The main issue, and possibly the only issue, with the Pixel 4 is and was its woeful battery life. For a flagship of that ilk (and price) to not even last a day for most users is simply not good enough. Reports this morning are surfacing that suggest that Google knew about this battery life well before the launch and did nothing about it.
The Information is today reporting that Google’s head of hardware, Rick Osterloh expressed his displeasure in staff meetings, saying that he did not agree with some of the hardware decisions.
At a hardware team all-hands meeting in the fall, ahead of the October launch in New York, Osterloh informed staff about his own misgivings. He told them he did not agree with some of the decisions made about the phone, according to two people who were present at the meeting. In particular, he was disappointed in its battery power. Google denied a request to speak with Osterloh.
It seems strange that the head of hardware was not able to steer hardware decisions to where he was happy and to continue to produce a phone which did not meet his expectations. It is possible and probably likely, that the decision to not increase the size of the battery in the Pixel 4a (and 4a XL) has led to its poor sales in the past 7 or so months since its release.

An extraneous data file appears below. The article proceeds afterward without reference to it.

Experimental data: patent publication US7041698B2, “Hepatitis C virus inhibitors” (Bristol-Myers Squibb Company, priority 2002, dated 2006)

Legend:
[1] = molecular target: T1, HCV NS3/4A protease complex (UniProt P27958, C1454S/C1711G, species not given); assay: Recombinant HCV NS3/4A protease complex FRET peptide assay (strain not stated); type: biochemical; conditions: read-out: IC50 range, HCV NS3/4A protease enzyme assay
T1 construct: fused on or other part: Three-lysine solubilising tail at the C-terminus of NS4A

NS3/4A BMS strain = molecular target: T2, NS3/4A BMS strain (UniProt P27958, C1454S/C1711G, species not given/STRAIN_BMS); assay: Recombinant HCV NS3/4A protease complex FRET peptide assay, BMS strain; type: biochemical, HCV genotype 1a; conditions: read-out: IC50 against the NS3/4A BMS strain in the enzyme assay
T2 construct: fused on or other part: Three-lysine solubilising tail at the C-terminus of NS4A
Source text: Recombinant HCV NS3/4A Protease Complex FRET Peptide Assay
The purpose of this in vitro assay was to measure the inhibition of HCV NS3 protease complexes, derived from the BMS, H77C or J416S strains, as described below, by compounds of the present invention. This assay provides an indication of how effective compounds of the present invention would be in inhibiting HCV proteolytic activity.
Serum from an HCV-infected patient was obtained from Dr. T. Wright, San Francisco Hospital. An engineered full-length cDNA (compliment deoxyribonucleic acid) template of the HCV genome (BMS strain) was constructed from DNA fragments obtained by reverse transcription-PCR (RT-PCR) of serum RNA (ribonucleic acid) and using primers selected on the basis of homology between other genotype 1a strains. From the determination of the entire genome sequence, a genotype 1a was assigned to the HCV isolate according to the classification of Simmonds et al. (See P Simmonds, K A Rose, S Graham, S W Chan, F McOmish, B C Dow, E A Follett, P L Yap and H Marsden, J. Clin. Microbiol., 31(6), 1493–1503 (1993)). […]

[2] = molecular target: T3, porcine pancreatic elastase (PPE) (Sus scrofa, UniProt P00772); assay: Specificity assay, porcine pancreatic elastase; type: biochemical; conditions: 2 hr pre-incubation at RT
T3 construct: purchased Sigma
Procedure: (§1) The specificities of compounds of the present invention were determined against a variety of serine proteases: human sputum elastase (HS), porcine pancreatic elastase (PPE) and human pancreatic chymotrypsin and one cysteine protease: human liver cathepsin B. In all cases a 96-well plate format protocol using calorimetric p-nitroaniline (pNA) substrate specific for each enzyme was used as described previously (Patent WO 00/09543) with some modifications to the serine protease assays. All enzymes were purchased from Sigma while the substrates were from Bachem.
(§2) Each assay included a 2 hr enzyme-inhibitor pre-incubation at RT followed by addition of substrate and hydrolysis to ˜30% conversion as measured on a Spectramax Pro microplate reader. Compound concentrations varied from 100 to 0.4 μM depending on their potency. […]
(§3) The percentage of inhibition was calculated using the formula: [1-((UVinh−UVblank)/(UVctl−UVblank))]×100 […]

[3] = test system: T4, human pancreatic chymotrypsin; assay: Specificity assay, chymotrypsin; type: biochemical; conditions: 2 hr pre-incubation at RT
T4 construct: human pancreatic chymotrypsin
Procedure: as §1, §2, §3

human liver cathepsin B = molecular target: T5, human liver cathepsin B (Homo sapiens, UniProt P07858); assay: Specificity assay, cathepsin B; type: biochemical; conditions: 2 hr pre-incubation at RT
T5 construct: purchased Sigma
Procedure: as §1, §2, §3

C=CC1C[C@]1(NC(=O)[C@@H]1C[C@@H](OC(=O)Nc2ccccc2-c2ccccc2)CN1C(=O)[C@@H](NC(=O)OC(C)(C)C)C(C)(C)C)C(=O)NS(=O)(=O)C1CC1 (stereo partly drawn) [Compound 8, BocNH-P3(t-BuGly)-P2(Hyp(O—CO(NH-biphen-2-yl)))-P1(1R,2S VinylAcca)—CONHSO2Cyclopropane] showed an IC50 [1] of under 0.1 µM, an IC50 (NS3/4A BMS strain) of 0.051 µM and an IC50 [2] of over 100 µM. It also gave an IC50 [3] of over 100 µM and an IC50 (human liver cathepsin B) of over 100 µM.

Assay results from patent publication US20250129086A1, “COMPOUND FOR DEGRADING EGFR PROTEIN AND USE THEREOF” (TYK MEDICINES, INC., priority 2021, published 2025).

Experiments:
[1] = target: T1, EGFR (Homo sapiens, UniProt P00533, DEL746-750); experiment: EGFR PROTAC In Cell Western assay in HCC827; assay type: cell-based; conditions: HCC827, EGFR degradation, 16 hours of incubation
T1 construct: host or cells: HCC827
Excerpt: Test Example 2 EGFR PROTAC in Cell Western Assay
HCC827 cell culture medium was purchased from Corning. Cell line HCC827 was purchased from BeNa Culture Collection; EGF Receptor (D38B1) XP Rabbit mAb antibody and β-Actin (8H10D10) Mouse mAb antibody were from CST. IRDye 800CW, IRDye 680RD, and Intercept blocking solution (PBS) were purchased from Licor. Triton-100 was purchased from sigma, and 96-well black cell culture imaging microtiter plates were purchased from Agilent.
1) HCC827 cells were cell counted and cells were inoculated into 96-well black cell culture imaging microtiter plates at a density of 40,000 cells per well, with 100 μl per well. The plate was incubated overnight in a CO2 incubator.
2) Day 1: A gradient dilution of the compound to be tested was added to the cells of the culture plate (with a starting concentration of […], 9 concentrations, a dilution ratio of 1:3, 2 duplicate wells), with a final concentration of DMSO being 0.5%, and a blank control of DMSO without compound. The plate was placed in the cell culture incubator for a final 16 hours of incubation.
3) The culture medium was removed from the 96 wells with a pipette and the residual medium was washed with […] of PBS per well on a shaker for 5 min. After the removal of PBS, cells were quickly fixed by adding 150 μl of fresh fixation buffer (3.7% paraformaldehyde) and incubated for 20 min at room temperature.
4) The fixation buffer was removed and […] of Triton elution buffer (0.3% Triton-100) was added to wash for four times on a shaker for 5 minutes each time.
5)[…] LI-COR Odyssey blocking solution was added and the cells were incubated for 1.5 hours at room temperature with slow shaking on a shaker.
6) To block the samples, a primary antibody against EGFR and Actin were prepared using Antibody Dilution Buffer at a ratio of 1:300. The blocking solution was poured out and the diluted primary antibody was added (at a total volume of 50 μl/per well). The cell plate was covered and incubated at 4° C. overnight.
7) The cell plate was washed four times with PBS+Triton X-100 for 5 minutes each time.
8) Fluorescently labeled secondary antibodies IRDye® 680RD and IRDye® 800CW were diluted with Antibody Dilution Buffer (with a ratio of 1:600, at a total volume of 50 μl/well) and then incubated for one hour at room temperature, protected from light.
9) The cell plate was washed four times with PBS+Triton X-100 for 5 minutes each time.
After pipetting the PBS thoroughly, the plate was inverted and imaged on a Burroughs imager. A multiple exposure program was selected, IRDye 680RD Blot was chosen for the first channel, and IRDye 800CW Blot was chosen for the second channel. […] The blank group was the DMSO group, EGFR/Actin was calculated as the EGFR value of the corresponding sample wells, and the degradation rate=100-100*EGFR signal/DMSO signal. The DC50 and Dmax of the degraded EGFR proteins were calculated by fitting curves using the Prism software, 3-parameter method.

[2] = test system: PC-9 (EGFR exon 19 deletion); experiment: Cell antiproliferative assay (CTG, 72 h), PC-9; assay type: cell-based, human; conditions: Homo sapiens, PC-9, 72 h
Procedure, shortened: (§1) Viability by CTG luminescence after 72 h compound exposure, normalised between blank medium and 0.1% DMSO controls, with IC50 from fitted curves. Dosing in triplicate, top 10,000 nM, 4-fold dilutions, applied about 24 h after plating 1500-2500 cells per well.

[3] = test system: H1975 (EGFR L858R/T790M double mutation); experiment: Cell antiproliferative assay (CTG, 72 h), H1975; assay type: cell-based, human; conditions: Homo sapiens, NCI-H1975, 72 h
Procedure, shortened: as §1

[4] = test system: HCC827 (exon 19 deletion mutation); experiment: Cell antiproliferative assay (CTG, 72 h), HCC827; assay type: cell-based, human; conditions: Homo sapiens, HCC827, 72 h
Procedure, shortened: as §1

The Information also states that one of Google’s main camera engineers also left Google after 10 years having a hand in every camera there since the G1. Marc Levoy, remember him? He was the one on stage at the Pixel 4 launch who told us we don’t need that ultra-wide angled lens in a phone. Given he has been there for 10 years his departure is unlikely to be related to the Pixel 4 failure but more to wanting new challenges in his working life.
We doubt that his departure will mean that much for the Pixel 4a or the Pixel 5 given that Google has teams of many engineers working on their Pixel cameras — a different team usually works on the “a” series to the flagship series. While we have no doubt they will miss him you can be sure Google has enough clever engineers to fill the void.
Hopefully this year all of Google can be on the same page and if anyone is displeased with certain features, especially one as important as battery life, that they are listened to and their qualms acted on if indeed are warranted. After all Australia needs a good Pixel phone, there is not much else in the lightly skinned flagship Android devices here. Even with the poor battery life the Pixel 4 is still an amazing phone — I just wish it would last the day.